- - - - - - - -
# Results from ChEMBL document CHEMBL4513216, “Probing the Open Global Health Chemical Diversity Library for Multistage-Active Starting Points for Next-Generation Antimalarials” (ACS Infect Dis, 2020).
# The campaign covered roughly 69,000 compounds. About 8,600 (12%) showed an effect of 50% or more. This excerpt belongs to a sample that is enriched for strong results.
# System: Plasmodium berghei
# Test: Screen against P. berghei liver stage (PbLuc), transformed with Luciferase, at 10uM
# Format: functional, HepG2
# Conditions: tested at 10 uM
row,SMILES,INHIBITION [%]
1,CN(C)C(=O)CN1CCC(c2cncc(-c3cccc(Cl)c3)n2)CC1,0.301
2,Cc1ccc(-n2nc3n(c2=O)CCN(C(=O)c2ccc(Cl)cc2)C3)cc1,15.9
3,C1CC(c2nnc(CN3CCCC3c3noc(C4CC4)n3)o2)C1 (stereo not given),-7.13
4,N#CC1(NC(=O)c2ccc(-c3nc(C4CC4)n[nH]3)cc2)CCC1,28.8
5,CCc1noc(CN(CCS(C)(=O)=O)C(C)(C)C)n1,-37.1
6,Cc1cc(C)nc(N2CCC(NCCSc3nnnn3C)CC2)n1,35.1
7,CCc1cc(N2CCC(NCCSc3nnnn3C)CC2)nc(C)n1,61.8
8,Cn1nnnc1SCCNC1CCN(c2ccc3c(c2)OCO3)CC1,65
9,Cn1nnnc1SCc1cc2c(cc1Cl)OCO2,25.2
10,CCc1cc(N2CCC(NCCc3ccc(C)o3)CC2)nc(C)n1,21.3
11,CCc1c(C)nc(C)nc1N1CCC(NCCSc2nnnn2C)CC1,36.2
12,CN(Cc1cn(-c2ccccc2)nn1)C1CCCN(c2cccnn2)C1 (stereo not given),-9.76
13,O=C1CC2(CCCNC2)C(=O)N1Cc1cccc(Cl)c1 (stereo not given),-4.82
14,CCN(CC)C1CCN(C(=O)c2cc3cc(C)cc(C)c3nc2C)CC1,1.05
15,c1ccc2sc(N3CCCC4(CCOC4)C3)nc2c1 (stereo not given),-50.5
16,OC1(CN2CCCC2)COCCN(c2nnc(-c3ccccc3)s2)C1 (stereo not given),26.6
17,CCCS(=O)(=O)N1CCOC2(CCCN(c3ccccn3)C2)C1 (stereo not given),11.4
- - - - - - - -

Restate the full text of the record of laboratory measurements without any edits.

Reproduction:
# Results from ChEMBL document CHEMBL4513216, “Probing the Open Global Health Chemical Diversity Library for Multistage-Active Starting Points for Next-Generation Antimalarials” (ACS Infect Dis, 2020).
# The campaign covered roughly 69,000 compounds. About 8,600 (12%) showed an effect of 50% or more. This excerpt belongs to a sample that is enriched for strong results.
# System: Plasmodium berghei
# Test: Screen against P. berghei liver stage (PbLuc), transformed with Luciferase, at 10uM
# Format: functional, HepG2
# Conditions: tested at 10 uM
row,SMILES,INHIBITION [%]
1,CN(C)C(=O)CN1CCC(c2cncc(-c3cccc(Cl)c3)n2)CC1,0.301
2,Cc1ccc(-n2nc3n(c2=O)CCN(C(=O)c2ccc(Cl)cc2)C3)cc1,15.9
3,C1CC(c2nnc(CN3CCCC3c3noc(C4CC4)n3)o2)C1 (stereo not given),-7.13
4,N#CC1(NC(=O)c2ccc(-c3nc(C4CC4)n[nH]3)cc2)CCC1,28.8
5,CCc1noc(CN(CCS(C)(=O)=O)C(C)(C)C)n1,-37.1
6,Cc1cc(C)nc(N2CCC(NCCSc3nnnn3C)CC2)n1,35.1
7,CCc1cc(N2CCC(NCCSc3nnnn3C)CC2)nc(C)n1,61.8
8,Cn1nnnc1SCCNC1CCN(c2ccc3c(c2)OCO3)CC1,65
9,Cn1nnnc1SCc1cc2c(cc1Cl)OCO2,25.2
10,CCc1cc(N2CCC(NCCc3ccc(C)o3)CC2)nc(C)n1,21.3
11,CCc1c(C)nc(C)nc1N1CCC(NCCSc2nnnn2C)CC1,36.2
12,CN(Cc1cn(-c2ccccc2)nn1)C1CCCN(c2cccnn2)C1 (stereo not given),-9.76
13,O=C1CC2(CCCNC2)C(=O)N1Cc1cccc(Cl)c1 (stereo not given),-4.82
14,CCN(CC)C1CCN(C(=O)c2cc3cc(C)cc(C)c3nc2C)CC1,1.05
15,c1ccc2sc(N3CCCC4(CCOC4)C3)nc2c1 (stereo not given),-50.5
16,OC1(CN2CCCC2)COCCN(c2nnc(-c3ccccc3)s2)C1 (stereo not given),26.6
17,CCCS(=O)(=O)N1CCOC2(CCCN(c3ccccn3)C2)C1 (stereo not given),11.4